TwHP Lessons

Brown v. Board: Five Communities That Changed America

Schools associated with Brown v. Board.
(From top to bottom: Sumner School, Monroe School, John Philip Sousa Junior High School, Robert R. Moton High School, Summerton High School, and Howard High School. National Historic Landmark and National Register photos.)

"Probably no case ever to come before the nation’s highest tribunal affected more directly the minds, hearts, and daily lives of so many Americans…. The decision marked the turning point in the nation’s willingness to face the consequences of centuries of racial discrimination.”¹

On May 17, 1954, the U.S. Supreme Court proclaimed that “in the field of public education ‘separate but equal’ has no place.” This historic ruling in Brown v. Board of Education of Topeka overturned the Court’s 1896 Plessy v. Ferguson decision that had sanctioned racial segregation. The landmark case marked the culmination of a decades-long legal battle waged by the National Association for the Advancement of Colored People (NAACP) and residents of several communities.

Although people often associate the case with Linda Brown, a young girl whose parents sued so that she could attend an all-white school, Brown v. Board actually consisted of five separate cases.² Originating in four states and the District of Columbia, all began as grassroots efforts to either enroll black students in all-white schools or obtain improved facilities for black students. By the fall of 1952, the Supreme Court had accepted the cases independently on appeal and decided to hear arguments collectively. None of these cases would have been possible without individuals who were courageous enough to take a stand against the inequalities of segregation. Today, several of the schools represented in Brown v. Board of Education stand as poignant reminders of the struggle to abolish segregation in public education.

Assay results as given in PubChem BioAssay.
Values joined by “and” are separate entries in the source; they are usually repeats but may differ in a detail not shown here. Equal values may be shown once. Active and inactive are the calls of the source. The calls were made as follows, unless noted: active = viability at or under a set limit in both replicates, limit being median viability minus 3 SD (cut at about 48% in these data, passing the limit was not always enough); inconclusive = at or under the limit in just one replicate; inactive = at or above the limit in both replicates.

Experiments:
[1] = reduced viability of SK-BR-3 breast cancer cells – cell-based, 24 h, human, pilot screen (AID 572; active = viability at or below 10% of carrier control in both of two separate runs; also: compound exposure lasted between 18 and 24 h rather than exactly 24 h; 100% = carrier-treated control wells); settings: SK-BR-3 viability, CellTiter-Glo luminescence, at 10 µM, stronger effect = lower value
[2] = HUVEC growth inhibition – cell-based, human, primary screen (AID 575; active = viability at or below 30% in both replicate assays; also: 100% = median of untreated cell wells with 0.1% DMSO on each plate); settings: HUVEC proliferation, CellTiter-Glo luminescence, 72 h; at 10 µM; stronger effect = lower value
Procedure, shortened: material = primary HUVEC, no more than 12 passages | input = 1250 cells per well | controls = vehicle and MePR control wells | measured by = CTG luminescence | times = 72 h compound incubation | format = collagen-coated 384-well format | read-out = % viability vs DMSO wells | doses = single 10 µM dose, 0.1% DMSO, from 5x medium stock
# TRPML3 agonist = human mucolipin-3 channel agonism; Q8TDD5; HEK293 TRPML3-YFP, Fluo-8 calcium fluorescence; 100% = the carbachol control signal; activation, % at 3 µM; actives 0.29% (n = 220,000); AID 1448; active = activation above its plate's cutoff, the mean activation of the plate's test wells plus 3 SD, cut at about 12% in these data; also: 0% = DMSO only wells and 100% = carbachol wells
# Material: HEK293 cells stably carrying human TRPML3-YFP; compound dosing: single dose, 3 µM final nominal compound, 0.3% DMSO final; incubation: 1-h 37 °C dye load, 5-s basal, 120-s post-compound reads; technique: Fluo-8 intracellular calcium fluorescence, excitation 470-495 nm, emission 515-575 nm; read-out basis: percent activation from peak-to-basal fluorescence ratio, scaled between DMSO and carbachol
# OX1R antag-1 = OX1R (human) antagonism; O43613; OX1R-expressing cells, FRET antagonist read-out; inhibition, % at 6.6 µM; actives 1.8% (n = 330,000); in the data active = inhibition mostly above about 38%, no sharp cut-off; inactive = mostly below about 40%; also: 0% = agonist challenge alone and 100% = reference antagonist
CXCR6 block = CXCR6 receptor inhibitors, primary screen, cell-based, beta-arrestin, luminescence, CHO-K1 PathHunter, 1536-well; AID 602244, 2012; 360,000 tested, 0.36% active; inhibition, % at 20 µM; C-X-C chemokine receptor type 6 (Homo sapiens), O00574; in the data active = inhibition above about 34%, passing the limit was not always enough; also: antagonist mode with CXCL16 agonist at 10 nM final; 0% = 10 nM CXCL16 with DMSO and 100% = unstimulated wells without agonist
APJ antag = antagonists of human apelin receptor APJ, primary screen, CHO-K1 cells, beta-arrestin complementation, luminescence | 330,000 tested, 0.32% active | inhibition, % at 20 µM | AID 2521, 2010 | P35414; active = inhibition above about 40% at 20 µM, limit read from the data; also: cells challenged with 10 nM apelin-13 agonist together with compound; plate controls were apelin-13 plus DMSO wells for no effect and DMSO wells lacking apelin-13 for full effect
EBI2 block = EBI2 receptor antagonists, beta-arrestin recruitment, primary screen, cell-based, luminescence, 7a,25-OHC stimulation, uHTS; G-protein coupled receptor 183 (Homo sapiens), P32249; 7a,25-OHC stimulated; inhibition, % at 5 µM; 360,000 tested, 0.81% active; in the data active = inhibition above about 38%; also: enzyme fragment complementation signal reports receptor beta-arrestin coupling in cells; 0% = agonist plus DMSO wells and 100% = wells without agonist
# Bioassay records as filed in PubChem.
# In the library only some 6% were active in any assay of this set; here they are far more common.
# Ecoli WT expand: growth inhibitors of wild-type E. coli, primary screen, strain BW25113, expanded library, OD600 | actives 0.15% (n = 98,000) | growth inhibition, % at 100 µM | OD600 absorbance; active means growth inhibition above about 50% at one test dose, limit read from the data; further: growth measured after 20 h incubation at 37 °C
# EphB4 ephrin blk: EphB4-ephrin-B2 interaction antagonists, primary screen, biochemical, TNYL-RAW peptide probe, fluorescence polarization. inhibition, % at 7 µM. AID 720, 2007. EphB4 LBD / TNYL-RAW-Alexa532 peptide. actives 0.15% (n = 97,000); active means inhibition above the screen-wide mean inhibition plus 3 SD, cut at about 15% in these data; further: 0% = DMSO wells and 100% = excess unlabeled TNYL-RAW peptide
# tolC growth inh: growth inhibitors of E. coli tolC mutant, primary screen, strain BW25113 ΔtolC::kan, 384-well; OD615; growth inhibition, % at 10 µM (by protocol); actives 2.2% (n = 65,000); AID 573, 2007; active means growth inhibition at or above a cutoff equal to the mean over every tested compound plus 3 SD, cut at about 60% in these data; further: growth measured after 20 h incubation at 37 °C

¹ Richard Kluger, Simple Justice (New York: Vintage Books, 1977), x.
² Brown v. Board consolidated separate cases from four states. A fifth public school segregation case from Washington, DC was considered in the context of Brown, but resulted in a separate opinion. References to Brown in this lesson plan collectively refer to all five cases.


About This Lesson

Getting Started: Inquiry Question

Setting the Stage: Historical Context

Locating the Site: Maps
 1. Segregation in the U.S.

Determining the Facts: Readings
 1. School Desegregation and the NAACP's  Role
2. Challenging School Segregation
 3. The Supreme Court's Opinion in Brown v.   Board of Education

Visual Evidence: Images
 1. Robert Russa Moton High School, Farmville,   Virginia
 2. Classroom in temporary building,   Robert Russa Moton High School
 3. Auditorium at Farmville High School,   Farmville, Virginia
 4. Auditorium at Robert Russa Moton High   School, Farmville, Virginia
 5. Protesting school segregation, St. Louis,   Missouri
 6. Mrs. Nettie Hunt and daughter on the steps   of the Supreme Court, Washington, D.C.,   November, 1954.

Putting It All Together: Activities
 1. Massive Resistance
 2. The NAACP
 3. The United States Supreme Court
 4. School Segregation in the Local Community

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Brown v. Board of Education National Historic Site

The lesson is based on Robert Russa Moton High School, Sumner and Monroe Elementary Schools, Howard High School, John Philip Sousa Middle School, and Summerton High School several of the thousands of properties listed in the National Register of Historic Places. Robert Russa Moton High School, Sumner and Monroe Elementary Schools, Howard High School, and John Philip Sousa Middle School have been designated National Historic Landmarks.



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